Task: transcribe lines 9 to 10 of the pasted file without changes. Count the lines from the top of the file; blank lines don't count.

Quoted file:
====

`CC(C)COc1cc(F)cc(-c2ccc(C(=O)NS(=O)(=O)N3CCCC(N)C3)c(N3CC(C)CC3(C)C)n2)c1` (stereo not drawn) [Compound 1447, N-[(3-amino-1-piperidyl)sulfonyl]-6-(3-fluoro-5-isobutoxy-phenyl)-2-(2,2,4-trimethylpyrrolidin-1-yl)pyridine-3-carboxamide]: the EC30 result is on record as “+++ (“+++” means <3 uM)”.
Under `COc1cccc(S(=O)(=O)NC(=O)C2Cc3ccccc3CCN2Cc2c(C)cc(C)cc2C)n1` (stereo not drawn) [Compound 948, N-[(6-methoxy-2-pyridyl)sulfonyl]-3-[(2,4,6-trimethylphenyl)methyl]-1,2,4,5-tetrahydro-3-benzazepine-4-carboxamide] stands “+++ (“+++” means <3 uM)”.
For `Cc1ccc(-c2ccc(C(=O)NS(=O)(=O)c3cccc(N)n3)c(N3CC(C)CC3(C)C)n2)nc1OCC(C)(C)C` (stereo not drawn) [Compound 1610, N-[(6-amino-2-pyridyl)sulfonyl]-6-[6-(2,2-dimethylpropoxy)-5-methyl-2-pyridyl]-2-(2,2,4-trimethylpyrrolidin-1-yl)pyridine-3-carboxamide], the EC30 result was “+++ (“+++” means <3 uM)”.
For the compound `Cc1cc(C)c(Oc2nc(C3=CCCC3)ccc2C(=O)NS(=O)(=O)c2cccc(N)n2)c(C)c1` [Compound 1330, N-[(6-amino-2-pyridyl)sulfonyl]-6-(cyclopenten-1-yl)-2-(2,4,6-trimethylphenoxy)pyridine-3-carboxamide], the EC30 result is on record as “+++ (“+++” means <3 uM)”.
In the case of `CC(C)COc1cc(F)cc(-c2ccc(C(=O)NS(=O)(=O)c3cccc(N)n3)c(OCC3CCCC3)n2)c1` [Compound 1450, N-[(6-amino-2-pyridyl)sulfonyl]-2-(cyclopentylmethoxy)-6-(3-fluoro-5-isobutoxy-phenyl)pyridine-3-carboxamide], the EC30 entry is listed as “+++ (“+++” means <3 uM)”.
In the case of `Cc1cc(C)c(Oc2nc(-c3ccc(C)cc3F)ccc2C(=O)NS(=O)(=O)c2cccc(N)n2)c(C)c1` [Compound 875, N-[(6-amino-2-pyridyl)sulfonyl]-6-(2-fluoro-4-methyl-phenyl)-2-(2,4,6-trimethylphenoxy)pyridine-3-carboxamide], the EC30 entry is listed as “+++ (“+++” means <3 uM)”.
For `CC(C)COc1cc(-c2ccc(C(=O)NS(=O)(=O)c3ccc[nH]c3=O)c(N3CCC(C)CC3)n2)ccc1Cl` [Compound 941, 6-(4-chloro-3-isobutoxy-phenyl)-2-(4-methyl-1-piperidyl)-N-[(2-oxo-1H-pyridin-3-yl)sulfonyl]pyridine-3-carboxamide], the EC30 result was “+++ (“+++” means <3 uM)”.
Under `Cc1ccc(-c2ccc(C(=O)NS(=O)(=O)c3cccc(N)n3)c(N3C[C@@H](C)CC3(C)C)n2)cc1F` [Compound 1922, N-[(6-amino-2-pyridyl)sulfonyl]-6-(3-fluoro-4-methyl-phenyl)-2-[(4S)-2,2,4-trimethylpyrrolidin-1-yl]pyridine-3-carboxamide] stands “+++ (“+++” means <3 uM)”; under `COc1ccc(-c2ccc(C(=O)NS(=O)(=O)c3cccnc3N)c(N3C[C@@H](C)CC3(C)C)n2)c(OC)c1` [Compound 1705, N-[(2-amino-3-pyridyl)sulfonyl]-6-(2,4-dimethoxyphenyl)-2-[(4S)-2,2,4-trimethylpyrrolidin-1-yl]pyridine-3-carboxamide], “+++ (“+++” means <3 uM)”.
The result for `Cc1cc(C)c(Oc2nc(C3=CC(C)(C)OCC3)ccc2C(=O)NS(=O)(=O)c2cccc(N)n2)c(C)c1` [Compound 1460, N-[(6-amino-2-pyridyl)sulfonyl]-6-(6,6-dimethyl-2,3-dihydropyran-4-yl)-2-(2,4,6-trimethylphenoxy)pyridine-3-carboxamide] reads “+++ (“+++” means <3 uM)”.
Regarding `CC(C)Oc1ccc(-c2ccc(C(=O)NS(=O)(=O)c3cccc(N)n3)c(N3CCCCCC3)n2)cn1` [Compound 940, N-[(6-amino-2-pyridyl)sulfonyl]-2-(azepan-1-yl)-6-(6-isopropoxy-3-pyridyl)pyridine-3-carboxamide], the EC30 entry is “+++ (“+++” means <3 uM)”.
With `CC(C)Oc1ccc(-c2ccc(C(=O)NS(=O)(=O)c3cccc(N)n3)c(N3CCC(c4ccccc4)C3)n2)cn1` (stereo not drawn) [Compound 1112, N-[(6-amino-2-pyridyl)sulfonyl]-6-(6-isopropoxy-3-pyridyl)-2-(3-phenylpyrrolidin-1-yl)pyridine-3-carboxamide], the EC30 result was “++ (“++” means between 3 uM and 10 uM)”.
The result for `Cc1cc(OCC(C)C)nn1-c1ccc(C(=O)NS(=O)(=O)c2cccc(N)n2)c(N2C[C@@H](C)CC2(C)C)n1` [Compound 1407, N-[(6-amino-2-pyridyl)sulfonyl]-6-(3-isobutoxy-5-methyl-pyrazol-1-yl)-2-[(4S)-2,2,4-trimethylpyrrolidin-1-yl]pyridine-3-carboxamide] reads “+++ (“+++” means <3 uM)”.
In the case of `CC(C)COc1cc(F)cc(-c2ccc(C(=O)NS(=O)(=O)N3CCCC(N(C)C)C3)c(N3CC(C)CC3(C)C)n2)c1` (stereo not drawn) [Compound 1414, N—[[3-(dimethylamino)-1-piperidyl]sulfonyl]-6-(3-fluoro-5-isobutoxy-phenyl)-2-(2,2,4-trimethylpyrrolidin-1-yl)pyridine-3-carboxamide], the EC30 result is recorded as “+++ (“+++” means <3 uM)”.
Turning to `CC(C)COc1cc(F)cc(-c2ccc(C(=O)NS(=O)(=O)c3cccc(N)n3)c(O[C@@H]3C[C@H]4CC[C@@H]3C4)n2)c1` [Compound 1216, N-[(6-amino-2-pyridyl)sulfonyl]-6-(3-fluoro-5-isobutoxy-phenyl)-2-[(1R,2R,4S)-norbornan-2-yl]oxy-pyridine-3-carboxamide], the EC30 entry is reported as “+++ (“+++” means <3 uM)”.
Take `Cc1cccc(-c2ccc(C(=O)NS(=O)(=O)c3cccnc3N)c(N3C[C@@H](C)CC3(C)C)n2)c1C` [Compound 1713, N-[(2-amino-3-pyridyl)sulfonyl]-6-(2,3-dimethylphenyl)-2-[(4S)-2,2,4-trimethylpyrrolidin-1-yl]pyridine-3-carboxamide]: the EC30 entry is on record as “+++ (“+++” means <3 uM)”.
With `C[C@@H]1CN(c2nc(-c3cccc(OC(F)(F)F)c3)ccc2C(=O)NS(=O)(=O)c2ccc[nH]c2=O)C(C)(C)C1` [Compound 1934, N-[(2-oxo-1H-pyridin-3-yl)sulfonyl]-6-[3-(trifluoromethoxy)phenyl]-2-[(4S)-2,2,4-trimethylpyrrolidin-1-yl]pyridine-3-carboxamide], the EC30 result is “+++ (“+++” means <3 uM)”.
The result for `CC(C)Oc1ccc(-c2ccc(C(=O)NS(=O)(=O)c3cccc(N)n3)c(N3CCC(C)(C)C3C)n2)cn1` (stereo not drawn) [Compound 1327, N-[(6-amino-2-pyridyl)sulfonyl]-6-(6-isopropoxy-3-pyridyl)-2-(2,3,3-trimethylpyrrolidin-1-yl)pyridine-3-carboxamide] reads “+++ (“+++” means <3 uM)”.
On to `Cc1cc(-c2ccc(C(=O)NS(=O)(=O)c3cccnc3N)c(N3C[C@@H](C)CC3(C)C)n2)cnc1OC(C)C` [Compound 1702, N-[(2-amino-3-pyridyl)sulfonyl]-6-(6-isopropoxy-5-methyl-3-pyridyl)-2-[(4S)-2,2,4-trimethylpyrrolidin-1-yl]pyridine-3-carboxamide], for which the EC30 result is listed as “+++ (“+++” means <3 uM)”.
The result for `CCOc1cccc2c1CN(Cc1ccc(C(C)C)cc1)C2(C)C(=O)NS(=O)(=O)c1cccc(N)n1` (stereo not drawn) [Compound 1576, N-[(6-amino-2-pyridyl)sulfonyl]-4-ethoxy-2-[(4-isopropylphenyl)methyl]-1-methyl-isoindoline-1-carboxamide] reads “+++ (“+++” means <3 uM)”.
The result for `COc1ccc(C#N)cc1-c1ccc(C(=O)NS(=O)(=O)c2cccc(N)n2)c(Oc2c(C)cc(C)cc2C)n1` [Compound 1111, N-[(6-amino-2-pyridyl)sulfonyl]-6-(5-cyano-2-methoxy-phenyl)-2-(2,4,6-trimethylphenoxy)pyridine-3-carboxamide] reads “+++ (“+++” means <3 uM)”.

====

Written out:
The result for `Cc1cc(C)c(Oc2nc(C3=CC(C)(C)OCC3)ccc2C(=O)NS(=O)(=O)c2cccc(N)n2)c(C)c1` [Compound 1460, N-[(6-amino-2-pyridyl)sulfonyl]-6-(6,6-dimethyl-2,3-dihydropyran-4-yl)-2-(2,4,6-trimethylphenoxy)pyridine-3-carboxamide] reads “+++ (“+++” means <3 uM)”.
Regarding `CC(C)Oc1ccc(-c2ccc(C(=O)NS(=O)(=O)c3cccc(N)n3)c(N3CCCCCC3)n2)cn1` [Compound 940, N-[(6-amino-2-pyridyl)sulfonyl]-2-(azepan-1-yl)-6-(6-isopropoxy-3-pyridyl)pyridine-3-carboxamide], the EC30 entry is “+++ (“+++” means <3 uM)”.